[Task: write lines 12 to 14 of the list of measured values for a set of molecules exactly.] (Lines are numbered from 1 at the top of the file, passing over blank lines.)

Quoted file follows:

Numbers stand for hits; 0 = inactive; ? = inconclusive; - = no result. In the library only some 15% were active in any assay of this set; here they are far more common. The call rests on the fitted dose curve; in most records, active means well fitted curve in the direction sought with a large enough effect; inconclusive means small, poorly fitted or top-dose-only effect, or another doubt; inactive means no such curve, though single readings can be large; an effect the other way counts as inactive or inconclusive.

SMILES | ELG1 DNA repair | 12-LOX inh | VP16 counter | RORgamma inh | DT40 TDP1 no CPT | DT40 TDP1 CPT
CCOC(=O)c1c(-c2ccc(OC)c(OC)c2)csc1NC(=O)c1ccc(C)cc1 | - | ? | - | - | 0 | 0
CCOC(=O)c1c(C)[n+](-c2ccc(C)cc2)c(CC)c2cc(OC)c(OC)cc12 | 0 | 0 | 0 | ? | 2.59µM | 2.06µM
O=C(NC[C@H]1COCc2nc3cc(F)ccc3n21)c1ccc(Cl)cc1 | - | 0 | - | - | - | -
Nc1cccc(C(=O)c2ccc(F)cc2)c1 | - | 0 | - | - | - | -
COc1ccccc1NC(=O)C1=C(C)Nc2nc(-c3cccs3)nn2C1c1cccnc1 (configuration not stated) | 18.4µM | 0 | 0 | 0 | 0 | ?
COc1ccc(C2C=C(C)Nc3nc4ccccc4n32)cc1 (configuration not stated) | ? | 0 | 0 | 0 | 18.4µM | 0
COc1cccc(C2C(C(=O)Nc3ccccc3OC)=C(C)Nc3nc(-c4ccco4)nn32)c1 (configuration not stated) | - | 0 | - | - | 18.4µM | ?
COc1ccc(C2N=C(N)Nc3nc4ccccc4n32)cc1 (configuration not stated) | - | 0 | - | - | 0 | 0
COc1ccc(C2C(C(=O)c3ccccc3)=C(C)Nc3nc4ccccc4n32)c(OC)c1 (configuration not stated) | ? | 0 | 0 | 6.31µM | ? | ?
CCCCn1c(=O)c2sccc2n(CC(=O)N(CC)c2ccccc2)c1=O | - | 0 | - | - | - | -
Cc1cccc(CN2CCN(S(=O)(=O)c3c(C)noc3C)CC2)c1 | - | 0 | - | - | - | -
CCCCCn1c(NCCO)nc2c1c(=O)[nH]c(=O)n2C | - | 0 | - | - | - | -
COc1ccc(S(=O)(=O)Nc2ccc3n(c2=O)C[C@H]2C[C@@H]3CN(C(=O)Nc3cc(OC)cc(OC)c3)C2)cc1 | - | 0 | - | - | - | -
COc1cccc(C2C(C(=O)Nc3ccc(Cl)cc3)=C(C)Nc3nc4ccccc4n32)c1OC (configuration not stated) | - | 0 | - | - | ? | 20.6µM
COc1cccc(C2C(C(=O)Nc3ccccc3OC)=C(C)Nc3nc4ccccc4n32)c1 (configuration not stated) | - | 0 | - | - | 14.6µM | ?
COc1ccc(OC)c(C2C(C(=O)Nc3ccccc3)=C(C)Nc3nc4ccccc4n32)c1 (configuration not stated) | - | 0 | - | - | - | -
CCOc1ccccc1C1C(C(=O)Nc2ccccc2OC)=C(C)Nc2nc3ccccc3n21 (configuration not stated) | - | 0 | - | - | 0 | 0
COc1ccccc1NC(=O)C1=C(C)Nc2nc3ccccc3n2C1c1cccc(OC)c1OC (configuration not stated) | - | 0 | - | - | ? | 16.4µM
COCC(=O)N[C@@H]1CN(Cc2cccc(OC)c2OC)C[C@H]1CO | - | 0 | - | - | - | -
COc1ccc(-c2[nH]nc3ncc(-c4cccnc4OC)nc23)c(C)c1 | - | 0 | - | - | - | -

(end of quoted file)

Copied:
CCCCn1c(=O)c2sccc2n(CC(=O)N(CC)c2ccccc2)c1=O | - | 0 | - | - | - | -
Cc1cccc(CN2CCN(S(=O)(=O)c3c(C)noc3C)CC2)c1 | - | 0 | - | - | - | -
CCCCCn1c(NCCO)nc2c1c(=O)[nH]c(=O)n2C | - | 0 | - | - | - | -